This is an article about lighting. Albeit not the technical side of photographic lighting. We won’t talk about a lighting equipment, nor inverse square law, nor stuff like hard vs. soft lighting, etc. In short this isn’t an article about HOW to light, but WHY to light a photo in a certain way.
Let me encourage you to think more deliberately about what you want to achieve with the lighting. The following four basic design principles of photographic lighting will help you do just that.
Areas of Interest (aka “Lighting The Hero”)
Concept, composition and lighting should always work in concert. And the first step in making sure they do, is “lighting the hero”, lighting that which is most essential in your story and composition.
So what is the area in your image where you want your viewers’ eyes to jump to first? This areas need to be lit, it’s that simple! Everything else in the image is secondary and has to be adjusted to allow for these focal points to be lit correctly. Apart from that “hero” there might be a couple of side kicks as well, if we abuse this analogy a little further. In lighting these sidekicks, just make sure they don’t dominate the image.
When I say “light the hero” I don’t actually mean, bathe your main subject in full body light from all sides! It’s about lighting the essential: his facial expression, maybe something he holds in his hand, etc.. The hero doesn’t even have to be a person at all. It could just as well be an object that is central to the story of your image.
The important part is that our eyes are drawn to the brightest area of the image. But apart from that, our eyes also like to follow along lines. Lines guide us comfortably around the image, they give the image stability and depth. As the person who sets up the lights, you can intentionally create them! An example would be the light pattern on the wall from a window or the edge of a shadow.
Shape and Texture
Try to find a light angle that lets you best define the shape of an object (or subject). If things look too flat, move the light more to the side. The same is true for texture. Shadows are a very important part of perceived texture. So again, frontal lighting isn’t helping your texture. You also lose texture detail in the blown out highlights and in the deep shadows. I’m not saying that’s always a bad thing. But if you care for the detail in these areas, pay close attention to your power settings on your kicker and fill light.
A couple of years back I tried to figure out what draws me to an image from a visual perspective. It occurred to me that I seem to be attracted to dramatic and gradated lighting. Meaning, whenever I see a surface that’s lit evenly (flat), my brain rejects the image as boring. Knowing that, I try to create gradation wherever possible and it’s actually something I’ve seen being done by the great masters as well. For round objects/subjects this is not too hard, but for flat surfaces it can become a technical challenge.
If you’ve ever read an article of me, you probably already know that separation is my favorite thing to blab about in photography. Maybe it’s because I understood the concept only a couple of years after starting with photography, as a kind of secret recipe that all grand masters lived by. Or maybe it’s because it’s so simple to explain, but so incredibly hard to master.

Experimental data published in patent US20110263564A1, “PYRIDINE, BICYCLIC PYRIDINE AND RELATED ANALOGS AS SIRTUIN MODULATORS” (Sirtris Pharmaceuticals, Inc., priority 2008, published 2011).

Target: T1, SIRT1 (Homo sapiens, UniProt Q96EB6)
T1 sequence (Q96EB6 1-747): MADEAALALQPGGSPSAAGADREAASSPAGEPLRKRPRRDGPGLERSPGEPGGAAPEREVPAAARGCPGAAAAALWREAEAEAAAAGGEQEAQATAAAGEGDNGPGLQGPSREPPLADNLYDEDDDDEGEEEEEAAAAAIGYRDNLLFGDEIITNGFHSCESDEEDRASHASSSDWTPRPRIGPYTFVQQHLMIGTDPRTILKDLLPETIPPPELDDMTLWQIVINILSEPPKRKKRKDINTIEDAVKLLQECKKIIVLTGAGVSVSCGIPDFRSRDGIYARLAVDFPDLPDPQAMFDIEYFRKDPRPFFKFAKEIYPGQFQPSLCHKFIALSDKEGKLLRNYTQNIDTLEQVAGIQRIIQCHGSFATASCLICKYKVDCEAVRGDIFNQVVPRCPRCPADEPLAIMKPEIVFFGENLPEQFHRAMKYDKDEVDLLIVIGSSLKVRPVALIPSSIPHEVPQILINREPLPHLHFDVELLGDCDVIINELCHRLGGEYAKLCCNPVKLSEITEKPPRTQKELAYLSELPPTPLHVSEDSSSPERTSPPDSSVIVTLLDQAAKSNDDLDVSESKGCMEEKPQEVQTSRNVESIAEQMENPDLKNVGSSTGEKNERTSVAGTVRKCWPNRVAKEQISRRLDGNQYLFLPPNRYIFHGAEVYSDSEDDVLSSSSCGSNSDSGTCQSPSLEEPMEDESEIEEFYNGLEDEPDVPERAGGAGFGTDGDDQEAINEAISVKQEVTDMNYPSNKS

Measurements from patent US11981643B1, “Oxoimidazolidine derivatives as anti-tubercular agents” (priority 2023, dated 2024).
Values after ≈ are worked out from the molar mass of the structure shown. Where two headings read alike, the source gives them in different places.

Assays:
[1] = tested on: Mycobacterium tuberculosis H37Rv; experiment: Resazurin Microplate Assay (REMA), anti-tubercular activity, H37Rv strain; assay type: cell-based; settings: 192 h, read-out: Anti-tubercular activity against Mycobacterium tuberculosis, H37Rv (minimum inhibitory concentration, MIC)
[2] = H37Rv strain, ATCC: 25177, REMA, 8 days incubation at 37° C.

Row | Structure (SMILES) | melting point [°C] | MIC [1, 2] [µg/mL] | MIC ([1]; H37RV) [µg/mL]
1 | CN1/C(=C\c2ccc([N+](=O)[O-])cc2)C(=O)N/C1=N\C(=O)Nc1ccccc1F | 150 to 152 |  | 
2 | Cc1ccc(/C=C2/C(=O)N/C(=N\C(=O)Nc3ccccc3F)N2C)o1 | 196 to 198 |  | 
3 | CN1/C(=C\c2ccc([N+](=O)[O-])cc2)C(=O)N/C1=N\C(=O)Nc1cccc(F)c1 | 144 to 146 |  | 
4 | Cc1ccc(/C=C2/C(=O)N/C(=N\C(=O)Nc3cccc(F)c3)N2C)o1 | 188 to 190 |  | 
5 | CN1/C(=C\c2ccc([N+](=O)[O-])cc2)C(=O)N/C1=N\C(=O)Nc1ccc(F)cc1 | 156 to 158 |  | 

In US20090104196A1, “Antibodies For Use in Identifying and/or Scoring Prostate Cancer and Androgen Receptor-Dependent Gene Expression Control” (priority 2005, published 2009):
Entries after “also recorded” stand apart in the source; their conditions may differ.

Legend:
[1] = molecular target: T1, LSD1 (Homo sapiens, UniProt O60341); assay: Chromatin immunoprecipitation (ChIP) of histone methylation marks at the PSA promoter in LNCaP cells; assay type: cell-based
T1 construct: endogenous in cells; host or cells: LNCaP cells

You create separation between object and background, if their tonal values contrast with each other – especially on the actual edge of the object. When there is not separation, object and background collapse and our visual system is confused. However IF there is separation, the object will pop off the background – it becomes almost 3-dimensional to the viewer.
Always make sure your main object or subject is well separated from the background (unless your concept demands otherwise, but that’s rather rare…). But of course this does not just apply to lighting: Also look out for separation in things like jewelry, clothes, props, etc.
The light hitting an object looks believable only if we either see the light source or get other clues from the image about the whereabouts of the light source. This is called “motivated lighting”. Simply flashing a model from a side somewhere off-screen can feel jarring to the viewer. Remember we at least subconsciously always try to make sense of what we see and if light is coming from an unnatural (and unexplained) angle, we reject the image.
The trouble with putting your actual light source within the frame is obvious: Photographic light stands/flashes/softboxes are pretty unattractive. But what might be even worse is the fact that they are much too bright. It’s like exposing for a daylight landscape but then shooting a photo of the sun itself with the same exposure settings! So setting up a “practical light” (a make-belief light source) always involves a little bit of trickery. I usually shoot the practical lights separately and then blend them in with the other parts of the image. Like this their own light color doesn’t “pollute” the lighting of the rest of the scene. And yes, you have to actually light the practical light source, at least with fill light.